Maybe.  Because by that time, it is possible that the whole data has been already sent 
anyway, and is already held in network buffers somewhere in-between.

What I mean by all this, is that it not so that the client sends the request headers, and

then waits for some signal from your application or from Tomcat before it starts sending 
the body.  The client will keep sending data until it has none left to send, or until the

connection is closed in front of its nose, or until the buffers fill up.
That's the standard way in which it works.

There are ways to change that, but not with a standard browser as a client. You need to 
control the application on the client side also, to do that kind of thing.
Have a look here : http://www.w3.org/Protocols/rfc2616/rfc2616-sec8.html
Section 8.2.3
(and the whole of the 8.2 section)


> 
> On Wed, Jan 4, 2012 at 1:58 PM, André Warnier <aw@ice-sa.com> wrote:
> 
>> S Ahmed wrote:
>>
>>> Tomcat 6
>>> Spring MVC, where my controllers method has both httpservletrequest and
>>> httpservletresponse as parameters.
>>>
>>> The point is that I want to know the effects of others sending me large
>>> values in a http post (not an image upload, but a form post).
>>>
>>> I'm assuming once it is sent by the client as a http post, and my servlet
>>> responds to the request tomcat has already streamed that data and whether
>>> I
>>> do:
>>>
>>> String p1 = request.getParameter("big_**payload")
>>>
>>> or not, it has already been loaded into memory.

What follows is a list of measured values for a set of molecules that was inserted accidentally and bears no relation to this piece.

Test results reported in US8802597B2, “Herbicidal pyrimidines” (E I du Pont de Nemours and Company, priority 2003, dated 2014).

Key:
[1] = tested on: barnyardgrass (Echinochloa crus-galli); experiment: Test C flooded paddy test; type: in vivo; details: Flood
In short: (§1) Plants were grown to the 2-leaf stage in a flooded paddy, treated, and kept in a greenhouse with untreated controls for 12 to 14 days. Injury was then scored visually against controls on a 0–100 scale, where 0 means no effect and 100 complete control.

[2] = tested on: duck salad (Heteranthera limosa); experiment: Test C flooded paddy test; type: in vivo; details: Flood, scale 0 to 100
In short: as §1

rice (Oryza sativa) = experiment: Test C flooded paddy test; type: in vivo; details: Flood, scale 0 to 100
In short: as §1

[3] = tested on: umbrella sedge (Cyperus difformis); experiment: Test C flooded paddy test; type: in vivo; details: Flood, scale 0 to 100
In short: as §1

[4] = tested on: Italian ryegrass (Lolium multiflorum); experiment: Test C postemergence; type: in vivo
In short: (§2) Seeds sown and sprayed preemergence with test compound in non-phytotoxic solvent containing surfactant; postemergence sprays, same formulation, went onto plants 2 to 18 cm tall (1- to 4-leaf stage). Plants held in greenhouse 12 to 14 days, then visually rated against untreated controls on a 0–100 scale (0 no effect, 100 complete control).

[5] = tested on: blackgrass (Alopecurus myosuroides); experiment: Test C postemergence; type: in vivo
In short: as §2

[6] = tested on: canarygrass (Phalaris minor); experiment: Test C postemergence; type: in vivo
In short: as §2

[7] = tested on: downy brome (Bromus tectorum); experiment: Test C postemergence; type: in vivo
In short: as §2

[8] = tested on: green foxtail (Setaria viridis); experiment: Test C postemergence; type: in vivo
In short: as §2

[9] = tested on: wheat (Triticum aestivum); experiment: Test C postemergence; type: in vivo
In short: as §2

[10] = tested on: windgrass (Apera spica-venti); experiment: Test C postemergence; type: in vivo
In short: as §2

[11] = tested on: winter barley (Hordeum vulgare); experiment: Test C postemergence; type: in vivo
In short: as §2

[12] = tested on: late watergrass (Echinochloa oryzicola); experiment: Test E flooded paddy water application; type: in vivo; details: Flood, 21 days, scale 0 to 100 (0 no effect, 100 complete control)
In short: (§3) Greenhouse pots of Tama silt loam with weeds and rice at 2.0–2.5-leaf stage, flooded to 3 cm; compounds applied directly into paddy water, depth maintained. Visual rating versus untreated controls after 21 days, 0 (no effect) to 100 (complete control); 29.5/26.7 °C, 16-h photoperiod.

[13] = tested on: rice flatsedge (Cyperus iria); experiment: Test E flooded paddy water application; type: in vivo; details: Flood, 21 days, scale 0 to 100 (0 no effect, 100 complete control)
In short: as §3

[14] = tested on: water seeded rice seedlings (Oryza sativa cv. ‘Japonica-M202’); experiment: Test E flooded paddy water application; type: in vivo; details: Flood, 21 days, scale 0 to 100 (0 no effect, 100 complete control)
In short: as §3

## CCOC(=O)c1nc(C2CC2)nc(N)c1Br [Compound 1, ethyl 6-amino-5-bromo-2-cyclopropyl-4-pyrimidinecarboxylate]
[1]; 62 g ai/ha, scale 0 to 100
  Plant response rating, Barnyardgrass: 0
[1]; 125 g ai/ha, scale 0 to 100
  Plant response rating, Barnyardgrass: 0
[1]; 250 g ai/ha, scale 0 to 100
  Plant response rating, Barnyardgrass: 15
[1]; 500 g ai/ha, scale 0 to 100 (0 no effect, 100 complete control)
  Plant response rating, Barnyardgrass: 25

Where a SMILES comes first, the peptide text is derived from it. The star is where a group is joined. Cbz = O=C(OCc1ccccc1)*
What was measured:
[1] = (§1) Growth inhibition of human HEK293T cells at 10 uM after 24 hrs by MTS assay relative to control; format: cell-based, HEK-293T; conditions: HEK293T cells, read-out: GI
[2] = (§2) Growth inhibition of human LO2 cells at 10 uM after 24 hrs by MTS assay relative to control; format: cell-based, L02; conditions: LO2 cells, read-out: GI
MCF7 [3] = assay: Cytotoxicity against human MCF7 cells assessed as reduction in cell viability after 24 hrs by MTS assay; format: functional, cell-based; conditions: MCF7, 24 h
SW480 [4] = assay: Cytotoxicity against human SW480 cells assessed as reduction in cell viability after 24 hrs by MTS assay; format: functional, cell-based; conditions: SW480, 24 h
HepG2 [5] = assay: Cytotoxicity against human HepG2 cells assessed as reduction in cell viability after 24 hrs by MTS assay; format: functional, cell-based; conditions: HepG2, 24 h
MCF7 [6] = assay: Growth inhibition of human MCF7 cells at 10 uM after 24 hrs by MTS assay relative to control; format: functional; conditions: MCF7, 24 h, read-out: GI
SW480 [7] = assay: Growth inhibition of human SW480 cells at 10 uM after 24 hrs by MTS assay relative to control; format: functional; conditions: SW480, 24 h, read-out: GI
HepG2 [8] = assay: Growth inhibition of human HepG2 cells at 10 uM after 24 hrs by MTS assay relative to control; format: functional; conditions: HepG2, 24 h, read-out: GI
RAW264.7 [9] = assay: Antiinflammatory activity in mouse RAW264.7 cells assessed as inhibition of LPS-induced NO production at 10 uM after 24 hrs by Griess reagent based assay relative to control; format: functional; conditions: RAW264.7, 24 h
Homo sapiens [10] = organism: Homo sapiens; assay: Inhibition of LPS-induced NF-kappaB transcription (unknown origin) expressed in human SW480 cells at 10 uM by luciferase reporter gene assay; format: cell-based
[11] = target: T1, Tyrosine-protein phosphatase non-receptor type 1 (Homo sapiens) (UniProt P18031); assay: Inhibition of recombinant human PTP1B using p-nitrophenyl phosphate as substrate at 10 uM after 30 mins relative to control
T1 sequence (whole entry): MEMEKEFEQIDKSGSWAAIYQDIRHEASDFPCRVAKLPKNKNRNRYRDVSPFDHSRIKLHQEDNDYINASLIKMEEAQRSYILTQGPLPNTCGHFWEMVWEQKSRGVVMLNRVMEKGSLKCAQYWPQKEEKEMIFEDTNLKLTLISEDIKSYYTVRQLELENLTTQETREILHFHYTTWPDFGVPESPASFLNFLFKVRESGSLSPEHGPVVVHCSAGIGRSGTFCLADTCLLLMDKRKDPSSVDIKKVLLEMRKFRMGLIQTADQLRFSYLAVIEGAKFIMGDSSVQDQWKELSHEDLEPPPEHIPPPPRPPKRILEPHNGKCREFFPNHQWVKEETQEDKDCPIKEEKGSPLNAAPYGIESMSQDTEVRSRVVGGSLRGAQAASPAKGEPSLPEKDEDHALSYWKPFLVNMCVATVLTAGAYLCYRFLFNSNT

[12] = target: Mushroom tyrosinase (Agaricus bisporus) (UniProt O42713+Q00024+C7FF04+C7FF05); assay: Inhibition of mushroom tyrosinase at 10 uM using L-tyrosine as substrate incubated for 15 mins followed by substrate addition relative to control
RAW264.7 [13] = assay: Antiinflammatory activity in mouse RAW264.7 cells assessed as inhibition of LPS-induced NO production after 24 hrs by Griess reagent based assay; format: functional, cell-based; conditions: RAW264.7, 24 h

>>>
>>> Am I correct?
>>>
>> To me, it seems that Konstantin already answered those questions precisely
>> and in detail below.
>>
>>
>>
>>> Is there a maximize size setting in tomcat?
>>>
>>> On Wed, Jan 4, 2012 at 1:03 PM, Konstantin Kolinko
>>> <knst.kolinko@gmail.com>wrote:
>>>
>>>  2012/1/4 S Ahmed <sahmed1020@gmail.com>:
>>>>> Say I have a simple servlet or spring mvc application running on tomcat.
>>>>>
>>>>> Tomcat is running as a webserver on port 80.
>>>>>
>>>>> A client makes a http POST request to my page www.example.com/submit
>>>>>
>>>>> If the client adds a very large file with the POST, does this mean that
>>>>> when my servlet code starts to execute, tomcat already has the entire
>>>>> request content in memory? (including the very large POST parameter)
>>>>>
>>>> 1. Tomcat version =?
>>>> 2. What API are you using to read the file?
>>>>
>>>> In general request processing starts after the headers in HTTP request
>>>> have been read. At that point you can call getInputStream() and read
>>>> the body of the POST request while it is being received from the
>>>> client.
>>>>
>>>> But if you call certain APIs (e.g. getParameter()) the call will hang
>>>> until entire POST request body is received from the client and
>>>> processed. It is said that those methods "consume" the body of a POST
>>>> request.
>>>>
>>>> 3. In most implementations large file uploads are not stored in
>>>> memory, but are written to a temporary file on your hard drive. (So
>>>> the request body is processed, but you cannot say that it is "in
>>>> memory").
>>>>